The wind hit us straight away and with spindrift battering our faces it was time to make use of my new purchase, so I got the goggles out and immediately felt the benefit as they kept the ice and snow from battering my face and eyes.

The blue skies of earlier on had also gone and we spent the rest of the day in the cloud, meaning some navigation would be required up here despite the familiarity of the terrain.

A little bit of compass work and some reading of contours was required as we followed the handrail of the cliff edge over the Stob then past the 1141m cairn to Cairn Gorm. Along the way we met a few of the climbers as they popped up from below. Some were fairly local, others had travelled – one group from as far as Lincoln for a weekend of winter climbing while the opportunity was there.

Heading up the last climb to Cairn Gorm it was nice to see the radio mast fade into sight through the cloud, though you could barely make it out from the summit cairn just 100m or so away from it. We decided to take the easy option and followed the line of the steps – marked by wooden posts that once guided visitors using the out-of-action funicular railway to the summit – down to the Ptarmigan restaurant, where we perched outside for a bite to eat before the final descent to the car park.

Our day had been relatively short but was a perfect way to start what I hope will be a great winter season. It gave us an opportunity to get the crampons back on and put the ice axe to good use, refreshing some of the skills required for safe travel in the winter mountains.

Route details

Coire an t-Sneachda and Cairn Gorm

Distance 6.5 miles / 11km

Terrain Winter mountaineering route – specialist skills and equipment as well as good navigation required

Start/finish Coire Cas car park, Cairngorm ski centre

Maps OS Landranger 36; OS Explorer OL57; Harveys Superwalker Cairn Gorm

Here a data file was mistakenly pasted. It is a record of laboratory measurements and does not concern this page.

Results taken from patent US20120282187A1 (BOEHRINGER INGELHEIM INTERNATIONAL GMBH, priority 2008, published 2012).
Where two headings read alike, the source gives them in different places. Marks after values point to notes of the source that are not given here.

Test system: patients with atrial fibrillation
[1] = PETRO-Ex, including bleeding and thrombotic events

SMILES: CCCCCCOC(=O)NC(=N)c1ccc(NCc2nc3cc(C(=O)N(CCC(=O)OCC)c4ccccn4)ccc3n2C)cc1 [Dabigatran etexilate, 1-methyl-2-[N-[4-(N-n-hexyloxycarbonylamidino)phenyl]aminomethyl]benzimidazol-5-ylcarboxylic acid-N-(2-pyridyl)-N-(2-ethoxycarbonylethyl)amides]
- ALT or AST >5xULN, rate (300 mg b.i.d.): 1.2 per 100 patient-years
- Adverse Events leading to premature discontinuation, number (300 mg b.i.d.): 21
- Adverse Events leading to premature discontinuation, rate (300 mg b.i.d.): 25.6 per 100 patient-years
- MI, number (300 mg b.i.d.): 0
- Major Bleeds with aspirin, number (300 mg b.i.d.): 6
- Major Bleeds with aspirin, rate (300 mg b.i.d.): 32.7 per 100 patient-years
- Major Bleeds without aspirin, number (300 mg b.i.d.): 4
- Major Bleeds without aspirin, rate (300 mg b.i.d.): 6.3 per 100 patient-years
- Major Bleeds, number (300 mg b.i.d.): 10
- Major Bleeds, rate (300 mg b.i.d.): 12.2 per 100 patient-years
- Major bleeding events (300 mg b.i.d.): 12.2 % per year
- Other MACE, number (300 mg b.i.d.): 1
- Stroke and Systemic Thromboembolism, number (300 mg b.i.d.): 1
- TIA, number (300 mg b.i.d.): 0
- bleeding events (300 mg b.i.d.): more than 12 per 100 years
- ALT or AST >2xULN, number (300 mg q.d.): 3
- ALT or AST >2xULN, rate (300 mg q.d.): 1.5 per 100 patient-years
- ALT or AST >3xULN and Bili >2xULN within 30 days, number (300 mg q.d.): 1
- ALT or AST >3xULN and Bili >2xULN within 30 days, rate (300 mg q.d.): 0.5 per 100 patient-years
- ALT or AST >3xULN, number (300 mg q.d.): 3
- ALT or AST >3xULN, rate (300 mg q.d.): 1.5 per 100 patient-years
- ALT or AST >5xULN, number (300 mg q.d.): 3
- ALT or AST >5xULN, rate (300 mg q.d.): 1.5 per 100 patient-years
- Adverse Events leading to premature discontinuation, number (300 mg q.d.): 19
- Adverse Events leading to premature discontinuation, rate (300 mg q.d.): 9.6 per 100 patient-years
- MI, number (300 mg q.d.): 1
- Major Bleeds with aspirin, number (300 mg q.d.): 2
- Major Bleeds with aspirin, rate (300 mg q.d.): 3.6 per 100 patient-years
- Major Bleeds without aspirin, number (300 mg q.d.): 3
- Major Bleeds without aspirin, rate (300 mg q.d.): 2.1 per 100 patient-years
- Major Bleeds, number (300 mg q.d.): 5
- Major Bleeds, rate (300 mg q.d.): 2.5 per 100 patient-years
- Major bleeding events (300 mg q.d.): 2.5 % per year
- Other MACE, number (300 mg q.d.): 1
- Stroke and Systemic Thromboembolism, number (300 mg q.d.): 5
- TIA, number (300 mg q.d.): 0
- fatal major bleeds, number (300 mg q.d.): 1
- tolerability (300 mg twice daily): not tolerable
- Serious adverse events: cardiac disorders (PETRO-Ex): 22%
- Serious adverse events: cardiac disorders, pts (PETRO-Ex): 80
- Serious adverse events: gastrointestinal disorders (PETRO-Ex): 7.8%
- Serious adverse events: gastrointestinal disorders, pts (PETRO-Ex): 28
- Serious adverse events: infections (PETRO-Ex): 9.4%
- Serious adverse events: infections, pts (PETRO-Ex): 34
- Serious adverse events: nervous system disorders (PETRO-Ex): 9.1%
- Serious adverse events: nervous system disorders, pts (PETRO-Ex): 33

A winter mountaineering expedition over the Cairngorms’ Northern Corries

Avalanche service set to launch for season

The Scottish Avalanche Information Service (SAIS) begins its forecasts for the winter season on Friday, December 13.

Last winter there were 144 avalanches recorded by the service and three people died – the first fatalities since the 2015-16 season. At least 20 others survived being avalanched, SAIS believes.

The avalanche information service offers climbers, winter mountaineers and skiers detailed information on snow pack conditions throughout the winter.

Daily reports are produced for the six most popular areas of Scotland during the season – Lochaber, Glencoe, Northern Cairngorms, Southern Cairngorms, Creag Meagaidh and Torridon.

These reports include observations and forecasts on avalanche, snow and mountain conditions. Trained forecasters venture onto the hills every day throughout the winter to check conditions and produce a report for their area.

The forecasts are an invaluable aid to those who venture out into the hills in winter, offering detailed information to help plan a winter journey.

The SAIS website also has a Be Avalanche Aware guide, with in-depth advice and learning on identifying avalanche hazard in the winter mountains. The guide is divided into three stages, for planning, on your journey and at key decision-making points.

There is also a complementary app with some of the information on.

People are also urged to report any avalanches they may witness in order to provide further information on snow pack stability and help build a wider picture of conditions in the mountain environment.

To access the avalanche forecasts and learn more about how to interpret them to enjoy a safe trip in the winter, visit www.sais.org.uk

If you are thinking are heading out in winter for the first time, it is best to book onto a professional winter skills course.